This week, Philando Castile’s family was awarded $3 million to settle a civil wrongful death lawsuit against the tiny township of St. Anthony, Minn. A week earlier, CNN reports, the family of Mike Brown reportedly received $1.5 million from the city of Ferguson, Mo., in the 2015 death of the 18-year old.
It seems like a lot of money, but is it worth it?
Imagine you were sitting at home, watching Power (because I am apparently the only black person in America who doesn’t watch the show), when you heard the doorbell ring. When you opened it, there stood a sharply dressed attorney holding a briefcase. You asked him what he wanted, and he said:
Inside this briefcase is $5 million. It is tax-free and untraceable. I will let you count it if you wish, but—trust me—it is all there. I will hand it all over to you right now and never contact you again. There is only one thing I require in exchange: You must allow me to walk up to the person you love most in this world and shoot them in the head.
Would you do it? How about this one:
You review your water bill and notice that it has surged by $92.93. You call city hall and ask the receptionist about the extra charge. She clears her throat and responds: “Well, that’s how much it costs your city to occasionally kill a black child. Will you be paying by cash or check?”
If it seems ridiculous, that is because our figures are high. Cities, counties and entire states across the country publicly pay millions for police misconduct every year. Even though most of the cases against law-enforcement officers never result in convictions, municipalities often secretly (and sometimes publicly) settle civil suits with victims or the families of victims.
When a Chicago cop pumped 16 bullets into 17-year-old Laquan McDonald, the city refused to release the video evidence and the officers kept their jobs, but the city had already secretly forked over $5 million in hush money to McDonald’s family. Tamir Rice’s family received $6 million from the city of Cleveland for shooting him two seconds after police encountered the 12-year-old playing in a park with a BB gun. Sandra Bland’s family received $1.9 million when she was found dead in police custody in Texas after she was arrested for failing to signal. No officer has yet been convicted of any of these crimes, but the agencies involved in these deaths have paid millions to the families.
After the Castile and Brown settlements hit the news, along with other high-profile lawsuits, The Root decided that we’d like to know the value of a black life. How much does it cost to kill a black person?
Of equal importance is the amount you pay. Police departments, officers or cities don’t pay these settlements; taxpayers do. We wanted to figure out how much individual taxpayers paid for the loss of a black life. Here’s how we did it.
As it is often noted, there is no national database for police shootings, so—and this is important to know—this is not a peer-reviewed, scientific study. In fact, police departments don’t even have to report police shootings to a federal agency.
The only way to find the settlement amounts is from news reports, so we found 41 cases where police either settled out of court or were found civilly liable for the death of a black man or woman. Instead of using the highest-profile cases, we also mixed in cases that didn’t make national headlines. We also intentionally used incidents from different regions throughout the country.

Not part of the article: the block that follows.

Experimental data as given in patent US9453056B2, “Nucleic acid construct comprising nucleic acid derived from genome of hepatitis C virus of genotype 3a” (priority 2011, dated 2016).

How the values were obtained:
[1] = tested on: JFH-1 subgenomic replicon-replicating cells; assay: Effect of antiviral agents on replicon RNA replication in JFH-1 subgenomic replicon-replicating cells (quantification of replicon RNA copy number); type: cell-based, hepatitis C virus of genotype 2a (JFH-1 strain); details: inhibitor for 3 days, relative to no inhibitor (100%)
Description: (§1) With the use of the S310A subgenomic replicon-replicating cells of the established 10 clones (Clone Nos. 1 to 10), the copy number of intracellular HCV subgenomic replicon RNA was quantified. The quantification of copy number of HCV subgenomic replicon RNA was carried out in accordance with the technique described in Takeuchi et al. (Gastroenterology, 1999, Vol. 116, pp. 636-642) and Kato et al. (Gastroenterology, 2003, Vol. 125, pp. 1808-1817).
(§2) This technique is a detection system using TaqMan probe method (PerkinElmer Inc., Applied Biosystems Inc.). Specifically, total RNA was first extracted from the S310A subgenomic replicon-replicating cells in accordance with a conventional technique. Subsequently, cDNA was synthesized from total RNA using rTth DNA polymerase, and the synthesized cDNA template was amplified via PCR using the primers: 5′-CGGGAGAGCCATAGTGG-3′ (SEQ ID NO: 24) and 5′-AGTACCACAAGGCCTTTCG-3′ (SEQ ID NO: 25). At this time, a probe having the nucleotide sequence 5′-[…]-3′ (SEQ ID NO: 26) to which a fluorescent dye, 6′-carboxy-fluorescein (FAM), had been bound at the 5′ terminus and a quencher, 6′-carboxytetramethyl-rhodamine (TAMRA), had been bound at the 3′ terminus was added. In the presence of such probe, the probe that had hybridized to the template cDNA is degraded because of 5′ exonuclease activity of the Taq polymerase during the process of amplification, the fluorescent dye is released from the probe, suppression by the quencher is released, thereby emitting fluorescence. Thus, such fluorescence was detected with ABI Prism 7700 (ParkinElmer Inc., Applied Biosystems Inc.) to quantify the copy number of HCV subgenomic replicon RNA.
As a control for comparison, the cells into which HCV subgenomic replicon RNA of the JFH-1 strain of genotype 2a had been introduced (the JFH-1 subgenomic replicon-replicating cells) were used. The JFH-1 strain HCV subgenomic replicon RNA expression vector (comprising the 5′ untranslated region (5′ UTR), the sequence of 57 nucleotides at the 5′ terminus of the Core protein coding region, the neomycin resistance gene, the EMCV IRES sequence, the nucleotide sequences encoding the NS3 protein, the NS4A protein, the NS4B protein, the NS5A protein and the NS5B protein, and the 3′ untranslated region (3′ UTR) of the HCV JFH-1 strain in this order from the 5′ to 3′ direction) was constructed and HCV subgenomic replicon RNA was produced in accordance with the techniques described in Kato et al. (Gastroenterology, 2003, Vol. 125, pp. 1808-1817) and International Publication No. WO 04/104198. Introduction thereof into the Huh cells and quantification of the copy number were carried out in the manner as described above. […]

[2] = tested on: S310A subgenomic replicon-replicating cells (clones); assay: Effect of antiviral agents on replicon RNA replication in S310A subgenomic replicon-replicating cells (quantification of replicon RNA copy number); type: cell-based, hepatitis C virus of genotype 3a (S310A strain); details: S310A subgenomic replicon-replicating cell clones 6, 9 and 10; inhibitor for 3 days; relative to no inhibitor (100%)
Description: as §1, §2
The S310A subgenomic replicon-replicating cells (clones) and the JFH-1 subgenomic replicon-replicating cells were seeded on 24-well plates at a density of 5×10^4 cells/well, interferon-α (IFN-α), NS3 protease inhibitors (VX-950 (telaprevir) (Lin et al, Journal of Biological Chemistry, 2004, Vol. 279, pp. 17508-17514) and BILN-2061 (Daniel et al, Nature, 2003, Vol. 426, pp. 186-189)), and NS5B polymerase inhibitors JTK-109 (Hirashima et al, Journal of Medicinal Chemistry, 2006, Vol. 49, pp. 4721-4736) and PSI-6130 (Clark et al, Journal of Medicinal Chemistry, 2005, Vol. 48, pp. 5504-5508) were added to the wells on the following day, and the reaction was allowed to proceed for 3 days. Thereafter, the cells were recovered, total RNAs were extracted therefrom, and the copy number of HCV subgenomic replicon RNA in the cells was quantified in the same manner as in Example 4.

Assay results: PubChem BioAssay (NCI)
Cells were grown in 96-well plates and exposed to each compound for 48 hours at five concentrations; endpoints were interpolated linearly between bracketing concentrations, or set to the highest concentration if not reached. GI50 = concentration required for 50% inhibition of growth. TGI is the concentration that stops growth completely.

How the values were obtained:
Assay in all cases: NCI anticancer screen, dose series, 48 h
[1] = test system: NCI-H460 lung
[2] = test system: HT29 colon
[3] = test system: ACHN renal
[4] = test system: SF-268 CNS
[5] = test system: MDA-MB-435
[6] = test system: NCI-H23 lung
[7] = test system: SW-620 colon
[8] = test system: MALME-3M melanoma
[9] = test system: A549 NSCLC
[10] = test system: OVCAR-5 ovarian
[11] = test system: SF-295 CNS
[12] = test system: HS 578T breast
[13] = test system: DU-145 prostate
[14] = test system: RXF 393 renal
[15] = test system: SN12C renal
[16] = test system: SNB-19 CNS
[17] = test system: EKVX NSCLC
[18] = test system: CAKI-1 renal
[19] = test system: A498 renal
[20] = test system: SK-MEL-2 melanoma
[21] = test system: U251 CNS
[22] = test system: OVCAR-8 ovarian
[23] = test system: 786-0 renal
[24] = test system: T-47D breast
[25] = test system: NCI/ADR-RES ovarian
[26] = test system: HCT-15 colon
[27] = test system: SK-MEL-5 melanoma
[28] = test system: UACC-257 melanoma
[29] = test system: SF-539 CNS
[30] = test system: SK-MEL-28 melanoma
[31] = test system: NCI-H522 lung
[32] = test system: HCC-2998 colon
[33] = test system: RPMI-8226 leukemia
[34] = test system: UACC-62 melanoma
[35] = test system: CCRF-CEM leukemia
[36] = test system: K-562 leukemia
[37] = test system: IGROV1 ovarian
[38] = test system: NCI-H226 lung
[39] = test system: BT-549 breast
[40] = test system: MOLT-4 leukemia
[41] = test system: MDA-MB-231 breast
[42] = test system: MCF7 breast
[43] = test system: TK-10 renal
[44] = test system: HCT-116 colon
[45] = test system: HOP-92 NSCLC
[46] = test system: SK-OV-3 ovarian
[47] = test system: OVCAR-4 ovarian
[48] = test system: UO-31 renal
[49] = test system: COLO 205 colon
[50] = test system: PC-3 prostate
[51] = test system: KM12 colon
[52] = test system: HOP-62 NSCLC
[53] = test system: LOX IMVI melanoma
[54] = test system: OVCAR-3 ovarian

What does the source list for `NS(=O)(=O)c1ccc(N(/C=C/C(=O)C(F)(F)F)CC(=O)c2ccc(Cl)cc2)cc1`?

You can download a list of the individual cases we used here, along with the settlement amounts, which entity paid the settlement and the population of the paying party.
We took the settlement amounts that courts, police departments, insurance companies, attorneys and the families of victims reached, and averaged them to find a somewhat representative amount for the value of a black life. This amount represents each taxpayer’s financial responsibility for a police killing.
For each case, we also looked at the state, county or the municipality that paid the settlement. Using data from City-Data.com, we used the 2014 population for each entity (which is the most current) and divided each individual settlement by the number of people responsible for paying the amount that police gave the victim’s family, giving us the number each citizen must pay when police erase a black life.
For instance, for the deaths of Sean Bell, Akai Gurley and Eric Garner alone, New York City paid $17.05 million. This means the Big Apple figures a life is worth about $5,683,333—which seems like a lot—until you realize that each of the city’s 8,491,079 residents only had to kick in about 67 cents apiece to cover the NYPD’s bill to kill a black man.
Using these numbers, a black life is worth about $3,364,875 million, or—on average—each taxpayer shells out $50.06 to extinguish a black life, meaning that a black life is worth less than:
- Kendall Jenner’s Pepsi commercial (it cost the company about $5 million)
- Ben Simmons’—who played in zero games in the NBA this season—2016 NBA salary ($5.093 million)
- A weekend trip for Donald Trump to Mar-a-Lago ($3.6 million)
You probably own more than one pair of shoes that cost more than the average person pays for a dead black body. Our worth cannot be counted in dollar amounts, but they sometimes measure our weight in Skittles and AriZona iced tea. It is shorter than a pack of convenience store Swisher Sweets laid end-to-end, and more fragile than a loose cigarette.
Black bodies were brought to this country as a commodity, and the only thing that has changed is the volume of the auctioneer’s voice. He still wears a robe. He still bangs a gavel, and we are always going, going ...